Aerosmith's Hot Grip

Steven Tyler promises new album to be the band's biggest, scariest yet

Steven Tyler of Aerosmith performs Credit: Diena/Brengola/WireImage

 "We got a grip on all the things that make us Aerosmith," says Steven Tyler as he chomps on a carrot stick during a final mixing session in Vancouver, British Columbia, for Aerosmith's upcoming album, Get a Grip. The always upbeat Tyler sounds especially excited about the new album, set to be released by Geffen Records in early March.

"We got a grip on all the things that sometimes get too refined along the way," Tyler says. "We got a grip on what we're all about. I mean, this stuff is something. This is rocksimus maximus!"

"This album was hard in a lot of ways," says his fellow former Toxic Twin, Joe Perry. "It was the hardest in terms of the time we put into it. We basically made two records in order to finish it, without a tour in between, which is always the payoff for me. But the work was worth it."

Aerosmith and producer Bruce Fairburn – "the same old son of a bitch," says Tyler warmly of his longtime associate – began recording at A&M Records in Los Angeles in the early part of 1992. "We basically made a whole record there except for the mixing," says Perry. "But we decided the songs just didn't jump, and we had to keep going." The band – Tyler, lead guitarist Perry, bassist Tom Hamilton, rhythm guitarist Brad Whitford and drummer Joey Kramer – was going to record just a couple more songs to complete the album. But when Tyler and Perry started working at Perry's home studio, in Boston, the singer says they came up with "a shit load of great stuff." Says Tyler, "We knew we had to make it the biggest, the baddest, the bravest and the scariest Aerosmith record yet."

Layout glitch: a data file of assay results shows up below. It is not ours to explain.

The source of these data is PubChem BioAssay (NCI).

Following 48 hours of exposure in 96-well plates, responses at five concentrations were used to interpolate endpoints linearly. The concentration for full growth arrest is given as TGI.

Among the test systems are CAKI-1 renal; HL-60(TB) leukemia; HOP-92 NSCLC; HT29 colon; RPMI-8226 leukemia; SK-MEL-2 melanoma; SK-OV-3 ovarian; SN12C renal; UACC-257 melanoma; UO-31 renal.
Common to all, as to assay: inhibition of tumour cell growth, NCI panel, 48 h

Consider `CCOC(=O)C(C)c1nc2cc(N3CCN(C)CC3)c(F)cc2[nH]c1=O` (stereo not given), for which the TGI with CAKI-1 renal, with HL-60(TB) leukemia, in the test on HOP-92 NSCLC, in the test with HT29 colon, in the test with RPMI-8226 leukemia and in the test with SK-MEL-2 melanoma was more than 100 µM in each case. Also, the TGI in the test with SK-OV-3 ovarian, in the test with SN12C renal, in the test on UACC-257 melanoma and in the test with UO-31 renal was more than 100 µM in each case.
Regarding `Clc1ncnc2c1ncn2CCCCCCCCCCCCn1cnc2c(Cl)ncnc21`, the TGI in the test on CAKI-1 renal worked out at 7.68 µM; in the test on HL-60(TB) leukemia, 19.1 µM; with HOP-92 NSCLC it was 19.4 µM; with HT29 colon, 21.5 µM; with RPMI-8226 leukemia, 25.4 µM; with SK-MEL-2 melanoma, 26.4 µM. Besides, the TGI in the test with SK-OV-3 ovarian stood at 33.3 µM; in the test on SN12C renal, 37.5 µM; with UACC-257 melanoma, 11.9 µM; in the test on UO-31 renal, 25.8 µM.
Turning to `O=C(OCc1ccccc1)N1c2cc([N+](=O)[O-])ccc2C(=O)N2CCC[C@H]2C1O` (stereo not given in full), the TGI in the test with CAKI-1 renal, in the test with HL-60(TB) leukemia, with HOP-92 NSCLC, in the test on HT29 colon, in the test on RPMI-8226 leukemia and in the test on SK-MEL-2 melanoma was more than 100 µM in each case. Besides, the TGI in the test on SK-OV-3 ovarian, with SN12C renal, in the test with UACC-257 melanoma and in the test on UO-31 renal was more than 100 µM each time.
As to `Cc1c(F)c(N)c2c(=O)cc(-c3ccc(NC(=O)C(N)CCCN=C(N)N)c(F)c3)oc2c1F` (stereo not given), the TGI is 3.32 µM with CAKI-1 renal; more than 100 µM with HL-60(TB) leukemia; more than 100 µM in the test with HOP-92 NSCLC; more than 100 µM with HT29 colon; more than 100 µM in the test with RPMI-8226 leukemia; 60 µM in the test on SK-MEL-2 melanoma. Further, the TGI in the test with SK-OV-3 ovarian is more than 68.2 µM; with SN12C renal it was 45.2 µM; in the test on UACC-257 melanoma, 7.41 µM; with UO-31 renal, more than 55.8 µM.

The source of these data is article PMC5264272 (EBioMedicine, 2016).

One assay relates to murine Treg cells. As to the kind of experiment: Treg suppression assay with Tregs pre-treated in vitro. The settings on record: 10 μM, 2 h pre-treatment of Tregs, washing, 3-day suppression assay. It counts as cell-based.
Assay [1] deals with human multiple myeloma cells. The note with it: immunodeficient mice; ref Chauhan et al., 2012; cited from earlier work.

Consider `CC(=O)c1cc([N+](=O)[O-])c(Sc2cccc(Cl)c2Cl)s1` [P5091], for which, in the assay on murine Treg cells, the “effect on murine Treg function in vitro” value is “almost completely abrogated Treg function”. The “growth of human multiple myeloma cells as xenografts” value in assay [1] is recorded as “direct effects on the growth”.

The songs tentatively set for Get a Grip – one of Aerosmith's two remaining albums for Geffen before starting its new mega-deal with Columbia – include "Eat the Rich," "Livin' on the Edge" and "Cryin'." As usual, Tyler and Perry wrote most of the material, though outside collaborators included Mark Hudson and Lenny Kravitz, who co-wrote "Line Up," which Perry says is "pretty funky, with horns and everything." There's also a rare Perry vocal on "Walk On Down."

So after all that work, how are things up there in Vancouver?

"F-c-k," barks the always quotable Tyler. "The only thing missing is u."

This story is from the January 7, 1993 issue of Rolling Stone.